DARYN ANDERSON: Business has been great - six straight record years and no end in sight.

MORRIS: Sales here have roughly tripled since the bottom of the recession. Anderson is sitting in a brand-new building that's four times larger than the one it replaced. Out on the lot, it's cold, with a sharp wind blowing through rows of camper trailers, but customers like Grant and Cathy Lowe are buying.

CATHY LOWE: We bought us a trailer.

GRANT LOWE: We bought a second home that I think we're going to enjoy. It's everything we want, and we're real happy with it.

MORRIS: The Lowes are in their 50s, and this camper figures large in their retirement plans. They intend to have it paid off before they quit working. And with interest rates and fuel prices low, they think they're in good shape.

G. LOWE: Our jobs are very secure and stable. The economy seems to be, you know, on a pretty good rebound right now, so I think, you know, we feel safe that we can by this time.

MORRIS: RVs range from small, teardrop-shaped trailers, little more than a dry place to sleep, to the ultra-high-end motor homes Clint Mooney sells.

CLINT MOONEY: That's a 55-inch TV. This coach actually has four televisions - three inside and one outside.

MORRIS: A big TV on the outside of the camper. Now, this $400,000 Winnebago looks like a bus with swirly designs. We open the door, and it's like walking into a fancy, spacious apartment.

MOONEY: You have a nice, big shower with a seat. And then you have a stackable washer and dryer system.

MORRIS: The front seats are wide, heated, massage-enhanced recliners sheathed in something called UltraLeather.

MOONEY: These sell very well, actually. We have repeat customers that come back and buy them every two or three, four years.

MORRIS: But just seven years ago - you know, the recession - RV sales tanked. In fact, when President Obama wanted to spotlight the worst of the economy, he went to the RV capital of the world.

(SOUNDBITE OF ARCHIVED RECORDING)

PRESIDENT BARACK OBAMA: It is good to be back in Elkhart.

(APPLAUSE)

MORRIS: Elkhart County, Ind., where most American RVs are built.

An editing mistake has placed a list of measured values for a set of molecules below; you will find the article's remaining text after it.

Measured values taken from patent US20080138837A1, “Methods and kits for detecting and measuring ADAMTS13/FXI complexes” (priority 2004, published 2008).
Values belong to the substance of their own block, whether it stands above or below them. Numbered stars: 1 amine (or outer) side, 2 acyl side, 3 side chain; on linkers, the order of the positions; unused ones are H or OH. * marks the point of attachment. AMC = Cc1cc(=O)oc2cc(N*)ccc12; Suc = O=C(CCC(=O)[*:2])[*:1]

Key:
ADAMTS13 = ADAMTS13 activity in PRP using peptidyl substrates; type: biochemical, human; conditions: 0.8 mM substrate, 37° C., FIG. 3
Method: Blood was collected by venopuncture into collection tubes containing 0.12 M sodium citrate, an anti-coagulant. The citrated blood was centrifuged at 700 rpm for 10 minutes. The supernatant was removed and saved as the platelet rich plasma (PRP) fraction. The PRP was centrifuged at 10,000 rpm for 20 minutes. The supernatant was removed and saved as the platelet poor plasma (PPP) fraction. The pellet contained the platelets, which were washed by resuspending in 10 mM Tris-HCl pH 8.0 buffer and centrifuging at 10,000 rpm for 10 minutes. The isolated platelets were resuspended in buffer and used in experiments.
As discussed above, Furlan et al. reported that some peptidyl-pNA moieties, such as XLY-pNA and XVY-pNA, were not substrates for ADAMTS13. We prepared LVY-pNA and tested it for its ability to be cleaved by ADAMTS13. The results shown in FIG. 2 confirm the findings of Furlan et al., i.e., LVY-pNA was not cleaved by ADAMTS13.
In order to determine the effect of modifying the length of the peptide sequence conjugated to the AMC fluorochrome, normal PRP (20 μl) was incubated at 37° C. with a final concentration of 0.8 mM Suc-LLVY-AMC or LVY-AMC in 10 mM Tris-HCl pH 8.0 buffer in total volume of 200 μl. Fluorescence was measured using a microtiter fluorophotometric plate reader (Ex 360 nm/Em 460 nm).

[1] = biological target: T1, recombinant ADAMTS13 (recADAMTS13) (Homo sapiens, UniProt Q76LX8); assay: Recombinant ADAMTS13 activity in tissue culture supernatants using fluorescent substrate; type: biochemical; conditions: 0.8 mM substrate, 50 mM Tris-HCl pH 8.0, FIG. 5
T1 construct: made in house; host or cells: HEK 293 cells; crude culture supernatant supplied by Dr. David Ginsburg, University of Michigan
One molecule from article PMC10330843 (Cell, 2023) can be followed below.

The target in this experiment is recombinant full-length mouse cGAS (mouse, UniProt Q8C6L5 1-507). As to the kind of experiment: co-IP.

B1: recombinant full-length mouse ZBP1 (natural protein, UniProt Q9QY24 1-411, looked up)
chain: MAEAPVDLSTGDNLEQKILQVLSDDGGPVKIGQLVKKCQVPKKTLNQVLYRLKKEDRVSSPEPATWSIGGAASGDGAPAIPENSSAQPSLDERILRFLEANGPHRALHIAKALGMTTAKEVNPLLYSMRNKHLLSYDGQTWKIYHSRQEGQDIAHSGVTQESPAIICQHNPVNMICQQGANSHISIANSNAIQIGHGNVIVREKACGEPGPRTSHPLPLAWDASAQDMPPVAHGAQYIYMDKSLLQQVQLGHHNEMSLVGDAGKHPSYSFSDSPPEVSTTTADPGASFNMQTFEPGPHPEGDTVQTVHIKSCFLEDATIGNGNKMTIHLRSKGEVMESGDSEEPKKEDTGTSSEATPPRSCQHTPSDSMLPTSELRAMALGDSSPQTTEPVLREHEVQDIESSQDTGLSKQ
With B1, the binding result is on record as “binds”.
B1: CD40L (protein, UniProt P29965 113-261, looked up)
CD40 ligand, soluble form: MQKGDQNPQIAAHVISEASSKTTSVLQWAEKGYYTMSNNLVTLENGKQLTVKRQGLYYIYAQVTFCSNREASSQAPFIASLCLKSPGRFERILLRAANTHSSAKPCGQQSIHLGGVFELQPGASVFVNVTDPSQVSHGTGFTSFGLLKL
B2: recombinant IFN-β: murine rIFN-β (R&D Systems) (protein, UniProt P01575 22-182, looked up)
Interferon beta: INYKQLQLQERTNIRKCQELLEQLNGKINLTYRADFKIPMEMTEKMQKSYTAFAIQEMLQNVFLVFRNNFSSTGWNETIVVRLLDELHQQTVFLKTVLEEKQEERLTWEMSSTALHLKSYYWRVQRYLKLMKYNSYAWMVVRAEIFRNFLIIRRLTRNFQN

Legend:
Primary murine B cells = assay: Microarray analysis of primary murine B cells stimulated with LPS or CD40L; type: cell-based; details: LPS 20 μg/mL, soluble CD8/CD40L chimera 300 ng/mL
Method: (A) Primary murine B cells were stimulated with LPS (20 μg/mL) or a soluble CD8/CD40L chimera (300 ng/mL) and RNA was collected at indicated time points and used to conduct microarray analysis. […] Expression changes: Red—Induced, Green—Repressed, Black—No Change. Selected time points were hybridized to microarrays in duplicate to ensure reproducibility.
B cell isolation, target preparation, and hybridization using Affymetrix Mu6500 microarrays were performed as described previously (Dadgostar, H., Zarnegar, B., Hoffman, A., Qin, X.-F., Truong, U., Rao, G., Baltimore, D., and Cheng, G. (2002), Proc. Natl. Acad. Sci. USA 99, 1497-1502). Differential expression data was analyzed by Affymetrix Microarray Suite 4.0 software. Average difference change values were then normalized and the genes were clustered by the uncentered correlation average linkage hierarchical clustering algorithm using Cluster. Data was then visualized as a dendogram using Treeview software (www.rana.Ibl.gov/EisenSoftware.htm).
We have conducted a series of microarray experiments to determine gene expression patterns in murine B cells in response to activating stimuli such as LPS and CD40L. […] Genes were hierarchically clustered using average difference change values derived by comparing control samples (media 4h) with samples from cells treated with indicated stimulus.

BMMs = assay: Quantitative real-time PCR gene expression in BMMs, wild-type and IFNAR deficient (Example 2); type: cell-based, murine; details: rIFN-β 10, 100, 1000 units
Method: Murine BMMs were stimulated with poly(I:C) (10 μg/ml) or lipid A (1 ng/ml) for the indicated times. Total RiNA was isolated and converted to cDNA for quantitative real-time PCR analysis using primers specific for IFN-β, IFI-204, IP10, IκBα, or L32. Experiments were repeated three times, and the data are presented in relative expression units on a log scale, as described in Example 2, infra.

KYLE HANNON: It was a tough time. You know, a lot of companies were shut down. A lot of people had been laid off. Everybody knew somebody who was out of work.

MORRIS: That's Kyle Hannon, President of the Elkhart Chamber of Commerce. He says unemployment more than quadrupled as dozens of manufacturers went under. Dealerships folded, too, like the one Renee Hinson's parents ran for decades near Grandview, Mo.

RENEE HINSON: If you would've asked me, I would've thought we were sunk.

MORRIS: She means the whole RV market. Now, Hinson is thrilled to be selling RVs again.

HINSON: Having seen the business since the '70s forward, it's back to, like, the '70s. We've seen astounding growth - astounding growth.

MORRIS: For one thing, around 10,000 baby boomers turn 65 each day, but that's not all that's driving the market expansion. The average age of an RV owner is now just under 50, according to an industry Association. And Hinson says she's selling campers to people in their 30s like never before. Meantime, RV companies keep hauling out new products, as you can see at the annual RV show show in Topeka, Kan., where Greg Smith and his wife are shopping.

Did you guys find something?

GREG SMITH: Best one the house right there, that Montana.

MORRIS: So wait, are you guys actually thinking about buying this thing?

SMITH: Maybe not this one. I'm looking for something a little bigger. I need to put my four-wheeler in the back.

MORRIS: So you want a toy hauler?

SMITH: That's right. That's right (laughter). Yeah, we're looking for a toy haulers.

MORRIS: Toy haulers are trailers or motor homes with garages built in. Smith is planning on spending upwards $100,000 on his. And with the broad smile on his face, it's easy to picture Smith enjoying a warm winter evening far from Topeka, out on the road with record numbers of his fellow Americans hauling a home away from home. For NPR News, I'm Frank Morris in Kansas City. Transcript provided by NPR, Copyright NPR.